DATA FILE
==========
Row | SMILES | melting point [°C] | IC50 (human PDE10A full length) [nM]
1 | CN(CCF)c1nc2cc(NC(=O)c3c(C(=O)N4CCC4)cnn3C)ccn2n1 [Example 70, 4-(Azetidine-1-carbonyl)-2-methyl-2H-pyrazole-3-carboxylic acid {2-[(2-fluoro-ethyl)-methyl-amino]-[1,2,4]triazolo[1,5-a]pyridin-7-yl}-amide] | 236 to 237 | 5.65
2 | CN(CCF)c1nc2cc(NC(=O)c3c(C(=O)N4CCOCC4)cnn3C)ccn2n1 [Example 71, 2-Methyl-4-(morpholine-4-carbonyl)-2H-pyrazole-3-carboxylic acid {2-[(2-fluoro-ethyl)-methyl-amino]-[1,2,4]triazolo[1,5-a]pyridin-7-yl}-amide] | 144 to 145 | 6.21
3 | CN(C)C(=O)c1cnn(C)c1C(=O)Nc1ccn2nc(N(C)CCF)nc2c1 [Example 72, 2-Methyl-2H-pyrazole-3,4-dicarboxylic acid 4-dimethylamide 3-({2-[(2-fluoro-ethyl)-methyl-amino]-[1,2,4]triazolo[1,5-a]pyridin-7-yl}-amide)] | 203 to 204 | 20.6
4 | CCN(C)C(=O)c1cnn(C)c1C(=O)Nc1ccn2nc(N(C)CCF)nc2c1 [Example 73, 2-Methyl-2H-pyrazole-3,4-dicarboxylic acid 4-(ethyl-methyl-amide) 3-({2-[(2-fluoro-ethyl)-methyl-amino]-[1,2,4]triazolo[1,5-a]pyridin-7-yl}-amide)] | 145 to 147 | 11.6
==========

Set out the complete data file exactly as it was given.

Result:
Row | SMILES | melting point [°C] | IC50 (human PDE10A full length) [nM]
1 | CN(CCF)c1nc2cc(NC(=O)c3c(C(=O)N4CCC4)cnn3C)ccn2n1 [Example 70, 4-(Azetidine-1-carbonyl)-2-methyl-2H-pyrazole-3-carboxylic acid {2-[(2-fluoro-ethyl)-methyl-amino]-[1,2,4]triazolo[1,5-a]pyridin-7-yl}-amide] | 236 to 237 | 5.65
2 | CN(CCF)c1nc2cc(NC(=O)c3c(C(=O)N4CCOCC4)cnn3C)ccn2n1 [Example 71, 2-Methyl-4-(morpholine-4-carbonyl)-2H-pyrazole-3-carboxylic acid {2-[(2-fluoro-ethyl)-methyl-amino]-[1,2,4]triazolo[1,5-a]pyridin-7-yl}-amide] | 144 to 145 | 6.21
3 | CN(C)C(=O)c1cnn(C)c1C(=O)Nc1ccn2nc(N(C)CCF)nc2c1 [Example 72, 2-Methyl-2H-pyrazole-3,4-dicarboxylic acid 4-dimethylamide 3-({2-[(2-fluoro-ethyl)-methyl-amino]-[1,2,4]triazolo[1,5-a]pyridin-7-yl}-amide)] | 203 to 204 | 20.6
4 | CCN(C)C(=O)c1cnn(C)c1C(=O)Nc1ccn2nc(N(C)CCF)nc2c1 [Example 73, 2-Methyl-2H-pyrazole-3,4-dicarboxylic acid 4-(ethyl-methyl-amide) 3-({2-[(2-fluoro-ethyl)-methyl-amino]-[1,2,4]triazolo[1,5-a]pyridin-7-yl}-amide)] | 145 to 147 | 11.6